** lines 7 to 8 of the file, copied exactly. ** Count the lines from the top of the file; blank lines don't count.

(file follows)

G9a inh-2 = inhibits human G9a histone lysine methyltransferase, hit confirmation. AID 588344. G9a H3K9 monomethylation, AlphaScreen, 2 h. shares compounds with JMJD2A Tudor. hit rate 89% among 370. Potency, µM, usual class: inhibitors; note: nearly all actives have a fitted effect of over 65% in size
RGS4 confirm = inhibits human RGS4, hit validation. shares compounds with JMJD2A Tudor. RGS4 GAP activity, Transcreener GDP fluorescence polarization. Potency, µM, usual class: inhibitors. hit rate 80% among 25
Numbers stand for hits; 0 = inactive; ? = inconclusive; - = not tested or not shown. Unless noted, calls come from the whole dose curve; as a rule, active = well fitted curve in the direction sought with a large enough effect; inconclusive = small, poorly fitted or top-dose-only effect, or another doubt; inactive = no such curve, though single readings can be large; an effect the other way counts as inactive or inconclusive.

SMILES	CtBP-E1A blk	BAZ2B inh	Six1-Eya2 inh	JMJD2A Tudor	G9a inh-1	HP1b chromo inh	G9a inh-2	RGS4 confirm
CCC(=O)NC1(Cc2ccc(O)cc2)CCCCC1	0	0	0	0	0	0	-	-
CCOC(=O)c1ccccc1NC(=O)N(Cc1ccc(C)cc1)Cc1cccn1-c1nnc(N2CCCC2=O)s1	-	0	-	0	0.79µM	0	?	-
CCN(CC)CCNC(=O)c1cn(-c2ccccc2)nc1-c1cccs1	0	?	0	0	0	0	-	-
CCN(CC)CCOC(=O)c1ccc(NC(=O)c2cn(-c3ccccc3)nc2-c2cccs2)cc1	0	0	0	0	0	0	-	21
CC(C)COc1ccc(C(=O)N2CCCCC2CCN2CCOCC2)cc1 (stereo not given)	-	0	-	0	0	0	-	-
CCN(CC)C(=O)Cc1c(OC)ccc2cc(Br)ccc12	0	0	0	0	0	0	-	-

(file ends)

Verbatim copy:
CCN(CC)CCNC(=O)c1cn(-c2ccccc2)nc1-c1cccs1	0	?	0	0	0	0	-	-
CCN(CC)CCOC(=O)c1ccc(NC(=O)c2cn(-c3ccccc3)nc2-c2cccs2)cc1	0	0	0	0	0	0	-	21